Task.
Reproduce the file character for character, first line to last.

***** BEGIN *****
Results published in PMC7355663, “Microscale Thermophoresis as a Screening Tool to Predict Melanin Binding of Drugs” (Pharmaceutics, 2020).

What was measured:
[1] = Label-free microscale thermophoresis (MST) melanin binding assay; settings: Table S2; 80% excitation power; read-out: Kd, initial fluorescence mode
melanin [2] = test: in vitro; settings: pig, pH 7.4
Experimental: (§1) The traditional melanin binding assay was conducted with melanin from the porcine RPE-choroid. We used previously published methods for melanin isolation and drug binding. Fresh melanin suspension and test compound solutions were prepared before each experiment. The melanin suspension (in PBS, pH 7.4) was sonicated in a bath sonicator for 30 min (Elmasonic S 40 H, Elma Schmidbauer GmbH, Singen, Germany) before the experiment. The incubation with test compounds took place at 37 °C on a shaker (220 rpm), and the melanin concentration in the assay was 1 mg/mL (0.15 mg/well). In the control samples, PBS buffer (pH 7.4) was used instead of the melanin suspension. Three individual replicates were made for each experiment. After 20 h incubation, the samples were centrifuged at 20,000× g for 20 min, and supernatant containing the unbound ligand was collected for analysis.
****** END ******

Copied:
Results published in PMC7355663, “Microscale Thermophoresis as a Screening Tool to Predict Melanin Binding of Drugs” (Pharmaceutics, 2020).

What was measured:
[1] = Label-free microscale thermophoresis (MST) melanin binding assay; settings: Table S2; 80% excitation power; read-out: Kd, initial fluorescence mode
melanin [2] = test: in vitro; settings: pig, pH 7.4
Experimental: (§1) The traditional melanin binding assay was conducted with melanin from the porcine RPE-choroid. We used previously published methods for melanin isolation and drug binding. Fresh melanin suspension and test compound solutions were prepared before each experiment. The melanin suspension (in PBS, pH 7.4) was sonicated in a bath sonicator for 30 min (Elmasonic S 40 H, Elma Schmidbauer GmbH, Singen, Germany) before the experiment. The incubation with test compounds took place at 37 °C on a shaker (220 rpm), and the melanin concentration in the assay was 1 mg/mL (0.15 mg/well). In the control samples, PBS buffer (pH 7.4) was used instead of the melanin suspension. Three individual replicates were made for each experiment. After 20 h incubation, the samples were centrifuged at 20,000× g for 20 min, and supernatant containing the unbound ligand was collected for analysis.